Bestall sounds an absolute sweetheart. He didn’t sign his Rupert pictures for 12 years out of respect for Mary! The Express produced a lovely profile of him, including some enchanting memories from his goddaughter, to honour Rupert’s Centenary in 2020. She says he took the job very seriously, because he knew he was influencing young minds.
His brief, taking over from Mary, was “No evil characters, fairies or magic.” Mary’s stories had certainly darkened after her husband died in 1931, but she’d always had a tendency to whisk her characters back home by magic at the end of a story. Bestall changed the tone gradually, bringing his sense of humour and also his interest in science into the mix.
He lived with his mother and disabled sister and never married. But when a (not very tactful) reporter asked him if he regretted not having children, he said, “Not really. I feel as if I’ve had thousands of them.”
Rupert Bear’s Friends in Nutwood
Now this is the bit I really love. There is an official Rupert Bear Society. They call themselves the Followers of Rupert Bear and their website has a terribly helpful list of Rupert’s friends in Nutwood and elsewhere.
I remembered Bill Badger; also lovely, reliable Edward Trunk and the naughty Fox twins. But I’d forgotten Algy Pug and a load of others. Going through that list was like meeting the very best of old friends unexpectedly. Like a hug from the past.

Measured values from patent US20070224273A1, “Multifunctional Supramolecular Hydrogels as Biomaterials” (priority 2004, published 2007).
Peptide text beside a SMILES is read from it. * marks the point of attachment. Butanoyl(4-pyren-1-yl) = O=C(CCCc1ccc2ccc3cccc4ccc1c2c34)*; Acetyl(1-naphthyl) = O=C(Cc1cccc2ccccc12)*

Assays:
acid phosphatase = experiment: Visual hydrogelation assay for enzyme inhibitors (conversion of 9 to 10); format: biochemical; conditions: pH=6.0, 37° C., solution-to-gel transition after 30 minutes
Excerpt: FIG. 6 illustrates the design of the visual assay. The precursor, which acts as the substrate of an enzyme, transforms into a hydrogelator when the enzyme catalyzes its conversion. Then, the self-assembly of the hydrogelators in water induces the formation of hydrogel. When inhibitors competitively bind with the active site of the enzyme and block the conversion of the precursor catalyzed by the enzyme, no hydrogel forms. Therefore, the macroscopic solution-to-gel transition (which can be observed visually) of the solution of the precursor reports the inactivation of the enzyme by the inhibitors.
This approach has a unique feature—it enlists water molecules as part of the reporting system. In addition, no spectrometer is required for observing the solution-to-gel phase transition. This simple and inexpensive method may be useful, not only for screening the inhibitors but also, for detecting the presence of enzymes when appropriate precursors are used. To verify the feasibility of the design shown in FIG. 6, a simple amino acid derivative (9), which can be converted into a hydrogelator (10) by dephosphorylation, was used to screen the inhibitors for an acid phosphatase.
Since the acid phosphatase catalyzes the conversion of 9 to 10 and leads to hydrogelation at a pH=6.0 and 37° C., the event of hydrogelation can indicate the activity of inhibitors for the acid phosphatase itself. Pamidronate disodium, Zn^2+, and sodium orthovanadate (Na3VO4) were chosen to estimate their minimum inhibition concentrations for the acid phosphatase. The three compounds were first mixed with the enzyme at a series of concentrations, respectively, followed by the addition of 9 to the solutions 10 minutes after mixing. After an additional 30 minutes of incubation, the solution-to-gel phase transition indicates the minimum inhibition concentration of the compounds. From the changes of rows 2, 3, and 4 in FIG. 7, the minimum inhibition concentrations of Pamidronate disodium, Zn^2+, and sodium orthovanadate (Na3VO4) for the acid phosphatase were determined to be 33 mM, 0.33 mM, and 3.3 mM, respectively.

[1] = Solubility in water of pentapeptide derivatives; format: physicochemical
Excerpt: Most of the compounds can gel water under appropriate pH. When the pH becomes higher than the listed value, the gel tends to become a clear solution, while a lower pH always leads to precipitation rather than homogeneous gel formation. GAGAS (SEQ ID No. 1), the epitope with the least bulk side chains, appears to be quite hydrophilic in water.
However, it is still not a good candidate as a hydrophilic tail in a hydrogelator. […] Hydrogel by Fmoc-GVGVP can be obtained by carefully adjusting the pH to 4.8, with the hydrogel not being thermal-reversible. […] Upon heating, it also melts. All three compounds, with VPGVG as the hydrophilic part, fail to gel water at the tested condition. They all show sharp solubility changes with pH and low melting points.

Rupert Bear’s Friends in other places
And he has friends in the real world too; friends like Lesley Cookman who still gets a Rupert Annual every Christmas, and King Charles III. On Fred Bestall’s 93rd birthday, just before he died, he got a tele message from the then Prince of Wales. “I have heard that you were sadly unable to receive your MBE from the Queen recently. I wanted to send you my congratulations on your award and to wish you a very happy birthday with many happy returns. As a child I well remember your marvellous illustrations of Rupert Bear.”
Then there are the friends who contributed to a truly miraculous radio programme on Rupert by broadcaster Mark Radcliffe – who breaks into some very respectable rhyming couples at appropriate moments, to get into the swing of the Rupert story. Oh, I love the BBC when it goes all specs-four-eyes about an enthusiasm. It’s got Terry Jones being surreal and Terence Stamp sending gentle chills up my spine, being mystical about Rupert taking you to the “verge of perfection” in Nutwood, just a gauze curtain away.
There’s even Julia Eccleshare, expert on children’s books, who notes that these stories are grounded in reality, yet at the same time have a sort of otherness. She thinks it might come from the pictures, and she may well be right.
And then, of course, there’s Rupert’s other friend, Sir Paul McCartney, who celebrated Rupert’s centenary by remastering the Frog Song. I think he’s really got to the heart of that Rupert Bear magic: friendship, playing the game, closeness, kindness.
Lovely stuff. Better than whitewashing. Or listening to footling politicians.